Many wildlife species use or require fields and other areas of early successional vegetation to meet their habitat requirements. Native warm-season grass and forb mixtures (NWSG) are promoted through various state and federal conservation programs as a means of creating and managing early successional plant communities and as an alternative to nonnative grasses. Planting desirable native grasses and forbs through cost-share programs has become a common practice to create and maintain early successional areas for wildlife. This publication describes management practices and common problems faced by land managers who use native warm-season grass stands for wildlife.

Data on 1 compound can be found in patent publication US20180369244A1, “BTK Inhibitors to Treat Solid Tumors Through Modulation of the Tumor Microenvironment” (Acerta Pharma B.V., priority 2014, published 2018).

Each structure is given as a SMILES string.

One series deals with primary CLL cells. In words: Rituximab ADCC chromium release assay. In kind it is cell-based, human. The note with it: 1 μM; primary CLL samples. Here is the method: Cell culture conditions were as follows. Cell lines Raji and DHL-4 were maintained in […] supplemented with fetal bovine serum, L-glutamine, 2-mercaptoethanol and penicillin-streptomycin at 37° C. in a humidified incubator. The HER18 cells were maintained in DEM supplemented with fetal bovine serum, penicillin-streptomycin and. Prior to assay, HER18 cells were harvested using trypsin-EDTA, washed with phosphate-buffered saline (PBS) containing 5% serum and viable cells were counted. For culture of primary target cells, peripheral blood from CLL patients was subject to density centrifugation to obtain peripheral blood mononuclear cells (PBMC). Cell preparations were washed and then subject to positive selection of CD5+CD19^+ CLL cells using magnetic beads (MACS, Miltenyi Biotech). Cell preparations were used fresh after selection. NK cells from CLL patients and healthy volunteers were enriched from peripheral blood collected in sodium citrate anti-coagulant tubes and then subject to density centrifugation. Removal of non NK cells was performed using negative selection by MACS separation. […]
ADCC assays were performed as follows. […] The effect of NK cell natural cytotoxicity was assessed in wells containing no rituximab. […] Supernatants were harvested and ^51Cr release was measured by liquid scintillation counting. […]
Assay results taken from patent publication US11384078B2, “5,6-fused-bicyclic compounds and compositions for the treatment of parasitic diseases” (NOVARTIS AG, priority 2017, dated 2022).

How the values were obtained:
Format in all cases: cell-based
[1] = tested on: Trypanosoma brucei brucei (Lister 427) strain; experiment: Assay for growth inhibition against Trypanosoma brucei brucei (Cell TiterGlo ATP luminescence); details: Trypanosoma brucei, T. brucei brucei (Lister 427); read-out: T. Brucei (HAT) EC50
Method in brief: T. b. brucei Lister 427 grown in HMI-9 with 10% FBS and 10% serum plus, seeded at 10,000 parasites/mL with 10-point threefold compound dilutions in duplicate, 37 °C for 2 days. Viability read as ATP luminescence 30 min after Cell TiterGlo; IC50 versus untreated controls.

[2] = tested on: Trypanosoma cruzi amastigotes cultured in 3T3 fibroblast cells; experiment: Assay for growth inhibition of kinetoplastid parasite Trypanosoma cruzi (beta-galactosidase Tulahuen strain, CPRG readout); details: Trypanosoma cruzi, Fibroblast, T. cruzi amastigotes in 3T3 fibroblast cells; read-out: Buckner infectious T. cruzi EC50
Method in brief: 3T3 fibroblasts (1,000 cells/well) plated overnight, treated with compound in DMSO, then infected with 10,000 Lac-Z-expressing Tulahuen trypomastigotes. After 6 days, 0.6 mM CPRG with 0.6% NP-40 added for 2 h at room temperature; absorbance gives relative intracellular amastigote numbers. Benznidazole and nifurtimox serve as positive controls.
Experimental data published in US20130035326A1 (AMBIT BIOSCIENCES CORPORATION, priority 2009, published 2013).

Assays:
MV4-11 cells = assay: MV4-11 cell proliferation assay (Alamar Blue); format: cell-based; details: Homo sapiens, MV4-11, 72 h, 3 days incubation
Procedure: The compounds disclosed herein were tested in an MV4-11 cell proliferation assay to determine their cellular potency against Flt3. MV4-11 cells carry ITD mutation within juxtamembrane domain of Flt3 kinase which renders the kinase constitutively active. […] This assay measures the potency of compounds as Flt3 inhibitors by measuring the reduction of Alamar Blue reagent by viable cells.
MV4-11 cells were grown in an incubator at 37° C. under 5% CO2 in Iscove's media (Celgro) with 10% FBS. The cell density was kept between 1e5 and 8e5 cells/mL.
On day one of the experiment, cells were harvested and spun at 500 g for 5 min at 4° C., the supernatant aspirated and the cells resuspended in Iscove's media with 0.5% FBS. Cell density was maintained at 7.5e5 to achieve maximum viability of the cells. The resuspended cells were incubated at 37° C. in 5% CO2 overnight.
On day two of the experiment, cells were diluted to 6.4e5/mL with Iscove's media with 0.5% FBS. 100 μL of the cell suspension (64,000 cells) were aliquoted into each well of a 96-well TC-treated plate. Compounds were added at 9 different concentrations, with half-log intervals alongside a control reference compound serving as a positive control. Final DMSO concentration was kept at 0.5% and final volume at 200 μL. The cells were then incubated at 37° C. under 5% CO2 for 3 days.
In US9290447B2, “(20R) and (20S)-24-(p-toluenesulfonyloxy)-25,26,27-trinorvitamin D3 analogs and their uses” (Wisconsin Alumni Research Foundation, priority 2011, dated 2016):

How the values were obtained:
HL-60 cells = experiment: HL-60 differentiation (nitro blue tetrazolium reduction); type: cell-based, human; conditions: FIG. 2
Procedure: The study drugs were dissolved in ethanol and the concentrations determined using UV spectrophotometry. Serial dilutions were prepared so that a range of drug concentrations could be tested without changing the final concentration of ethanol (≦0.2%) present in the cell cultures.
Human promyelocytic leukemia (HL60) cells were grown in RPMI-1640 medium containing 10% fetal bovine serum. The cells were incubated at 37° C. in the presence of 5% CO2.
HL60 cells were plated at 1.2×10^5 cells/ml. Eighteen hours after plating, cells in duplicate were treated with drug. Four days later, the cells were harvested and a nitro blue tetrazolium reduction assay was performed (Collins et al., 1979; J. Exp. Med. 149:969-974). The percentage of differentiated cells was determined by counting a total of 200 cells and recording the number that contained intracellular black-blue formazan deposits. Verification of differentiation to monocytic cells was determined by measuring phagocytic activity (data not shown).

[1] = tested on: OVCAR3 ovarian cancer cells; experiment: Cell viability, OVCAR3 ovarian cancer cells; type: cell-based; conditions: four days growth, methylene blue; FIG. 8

Jarred Brooke; Craig Harper